Wetlands provide critical habitat to a great diversity of plants and animals, serve as nursery grounds for many economically important fish and shellfish species, are a source of fuel for coastal and marine food webs, protect inland areas from coastal storms, and help filter potential pollutants.

Culvert before restoration

Despite their ecological and economic importance, however, wetlands are continually being harmed and degraded by human activities.

Throughout much of the history of wetland protection and management in the United States, the status of wetlands was measured by quantity not quality. Assessing wetland condition, however, is a key task in working toward the goals of the Clean Water Act "to maintain and restore the physical, chemical, and biological integrity of our Nation's waters." In addition, such assessment can be an integral factor in determining the success of wetland restoration/creation projects and is essential for the long-term development of water quality standards and criteria for protecting wetlands.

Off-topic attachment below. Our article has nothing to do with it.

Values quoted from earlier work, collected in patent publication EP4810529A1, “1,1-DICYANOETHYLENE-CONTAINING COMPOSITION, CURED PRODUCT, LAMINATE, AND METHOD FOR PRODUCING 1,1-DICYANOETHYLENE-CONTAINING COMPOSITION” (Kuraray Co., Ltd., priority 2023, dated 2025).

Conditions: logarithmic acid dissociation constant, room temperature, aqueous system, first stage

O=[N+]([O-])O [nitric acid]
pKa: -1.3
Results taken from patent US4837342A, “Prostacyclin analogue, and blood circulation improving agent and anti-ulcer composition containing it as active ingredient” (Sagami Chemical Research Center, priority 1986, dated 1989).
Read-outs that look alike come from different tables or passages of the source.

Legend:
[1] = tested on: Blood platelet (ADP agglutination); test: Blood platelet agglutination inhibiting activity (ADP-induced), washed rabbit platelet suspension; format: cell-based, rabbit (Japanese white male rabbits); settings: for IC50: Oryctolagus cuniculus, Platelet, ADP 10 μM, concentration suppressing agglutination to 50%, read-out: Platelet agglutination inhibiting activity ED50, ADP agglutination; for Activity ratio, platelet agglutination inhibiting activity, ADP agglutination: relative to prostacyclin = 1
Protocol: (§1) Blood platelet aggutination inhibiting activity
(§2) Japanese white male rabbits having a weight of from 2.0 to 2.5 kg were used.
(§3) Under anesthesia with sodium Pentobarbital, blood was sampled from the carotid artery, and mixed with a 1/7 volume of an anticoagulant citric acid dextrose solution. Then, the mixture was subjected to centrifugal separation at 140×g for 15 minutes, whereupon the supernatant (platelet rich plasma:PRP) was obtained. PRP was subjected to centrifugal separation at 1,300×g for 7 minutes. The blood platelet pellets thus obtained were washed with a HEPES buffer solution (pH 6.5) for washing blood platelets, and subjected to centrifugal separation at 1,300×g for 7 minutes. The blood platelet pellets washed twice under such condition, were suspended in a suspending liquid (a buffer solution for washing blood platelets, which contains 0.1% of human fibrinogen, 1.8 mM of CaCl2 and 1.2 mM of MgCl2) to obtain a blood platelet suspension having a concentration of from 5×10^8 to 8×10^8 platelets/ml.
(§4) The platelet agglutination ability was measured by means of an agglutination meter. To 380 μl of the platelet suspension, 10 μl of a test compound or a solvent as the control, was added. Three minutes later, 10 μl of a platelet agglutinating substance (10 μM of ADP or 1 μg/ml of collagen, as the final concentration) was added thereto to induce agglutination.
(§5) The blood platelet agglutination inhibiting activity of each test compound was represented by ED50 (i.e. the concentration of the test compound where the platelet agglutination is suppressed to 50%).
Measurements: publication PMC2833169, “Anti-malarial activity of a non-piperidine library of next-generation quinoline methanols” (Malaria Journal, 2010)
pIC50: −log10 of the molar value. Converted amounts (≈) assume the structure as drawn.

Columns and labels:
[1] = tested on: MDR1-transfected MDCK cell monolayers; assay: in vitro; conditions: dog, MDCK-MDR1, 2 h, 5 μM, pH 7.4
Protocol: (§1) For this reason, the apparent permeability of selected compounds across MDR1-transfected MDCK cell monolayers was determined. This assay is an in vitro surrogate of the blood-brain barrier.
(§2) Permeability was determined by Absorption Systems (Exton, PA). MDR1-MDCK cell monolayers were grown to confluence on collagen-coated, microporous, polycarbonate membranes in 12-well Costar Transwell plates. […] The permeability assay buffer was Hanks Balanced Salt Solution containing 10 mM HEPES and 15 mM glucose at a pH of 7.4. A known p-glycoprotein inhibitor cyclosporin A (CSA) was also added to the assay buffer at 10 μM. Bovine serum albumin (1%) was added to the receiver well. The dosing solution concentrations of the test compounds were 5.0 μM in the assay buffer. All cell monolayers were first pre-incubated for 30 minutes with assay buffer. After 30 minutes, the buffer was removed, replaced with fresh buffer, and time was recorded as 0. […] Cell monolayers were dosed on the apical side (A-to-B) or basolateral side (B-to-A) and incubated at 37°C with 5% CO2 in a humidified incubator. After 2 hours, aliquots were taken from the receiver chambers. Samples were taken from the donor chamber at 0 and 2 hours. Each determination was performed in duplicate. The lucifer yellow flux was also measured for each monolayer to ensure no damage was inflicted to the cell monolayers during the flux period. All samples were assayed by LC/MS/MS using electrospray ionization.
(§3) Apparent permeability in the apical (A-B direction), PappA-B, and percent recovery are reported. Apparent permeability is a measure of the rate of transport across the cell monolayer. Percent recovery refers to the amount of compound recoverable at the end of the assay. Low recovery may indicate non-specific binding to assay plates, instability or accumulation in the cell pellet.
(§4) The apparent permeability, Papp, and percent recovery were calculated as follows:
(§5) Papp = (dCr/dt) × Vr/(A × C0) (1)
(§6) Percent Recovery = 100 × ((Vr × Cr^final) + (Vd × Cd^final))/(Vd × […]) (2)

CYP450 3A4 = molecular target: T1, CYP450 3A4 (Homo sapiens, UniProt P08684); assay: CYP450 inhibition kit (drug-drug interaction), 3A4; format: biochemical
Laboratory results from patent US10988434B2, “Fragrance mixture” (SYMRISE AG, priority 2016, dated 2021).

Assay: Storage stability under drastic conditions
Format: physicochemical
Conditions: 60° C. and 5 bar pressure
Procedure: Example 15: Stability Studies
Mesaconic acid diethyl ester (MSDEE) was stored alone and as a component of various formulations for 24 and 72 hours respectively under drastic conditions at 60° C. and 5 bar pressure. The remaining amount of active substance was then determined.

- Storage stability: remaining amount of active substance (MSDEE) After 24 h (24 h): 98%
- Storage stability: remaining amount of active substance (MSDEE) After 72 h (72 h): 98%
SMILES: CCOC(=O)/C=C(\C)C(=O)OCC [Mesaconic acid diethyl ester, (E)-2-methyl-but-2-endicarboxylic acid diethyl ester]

Wetland assessments are based on the premise that the communities of plants and animals living in a wetland will reflect the health of that wetland. When a wetland is degraded, the diversity of animals and plants often decreases and the composition of species changes. Typically, the organisms that are sensitive to human disturbances decrease in number, and organisms that are more tolerant to the disturbance make up a larger proportion of the individuals.

To identify effective approaches for assessing wetland condition, from 1995-2004, the Massachusetts Office of Coastal Zone Management (CZM) completed several projects. (CZM has since shifted its efforts to a Rapid Assessment Method for Evaluating Coastal Wetland Health and a Conservation Assessment and Prioritization System for Wetlands.) The CZM 1995-2004 Wetland Assessment Projects are listed below: